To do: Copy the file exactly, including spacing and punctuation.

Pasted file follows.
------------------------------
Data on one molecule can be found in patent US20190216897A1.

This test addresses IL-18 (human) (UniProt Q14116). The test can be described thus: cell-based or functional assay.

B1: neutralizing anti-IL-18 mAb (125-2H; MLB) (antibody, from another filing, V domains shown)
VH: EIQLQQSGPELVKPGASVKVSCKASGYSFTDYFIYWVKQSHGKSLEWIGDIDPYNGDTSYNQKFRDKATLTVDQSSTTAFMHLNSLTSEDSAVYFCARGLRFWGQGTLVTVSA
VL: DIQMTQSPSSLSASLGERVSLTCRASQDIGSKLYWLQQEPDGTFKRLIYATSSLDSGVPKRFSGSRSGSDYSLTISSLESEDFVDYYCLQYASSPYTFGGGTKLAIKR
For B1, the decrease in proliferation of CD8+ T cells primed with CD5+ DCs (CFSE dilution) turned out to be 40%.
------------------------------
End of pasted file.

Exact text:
Data on one molecule can be found in patent US20190216897A1.

This test addresses IL-18 (human) (UniProt Q14116). The test can be described thus: cell-based or functional assay.

B1: neutralizing anti-IL-18 mAb (125-2H; MLB) (antibody, from another filing, V domains shown)
VH: EIQLQQSGPELVKPGASVKVSCKASGYSFTDYFIYWVKQSHGKSLEWIGDIDPYNGDTSYNQKFRDKATLTVDQSSTTAFMHLNSLTSEDSAVYFCARGLRFWGQGTLVTVSA
VL: DIQMTQSPSSLSASLGERVSLTCRASQDIGSKLYWLQQEPDGTFKRLIYATSSLDSGVPKRFSGSRSGSDYSLTISSLESEDFVDYYCLQYASSPYTFGGGTKLAIKR
For B1, the decrease in proliferation of CD8+ T cells primed with CD5+ DCs (CFSE dilution) turned out to be 40%.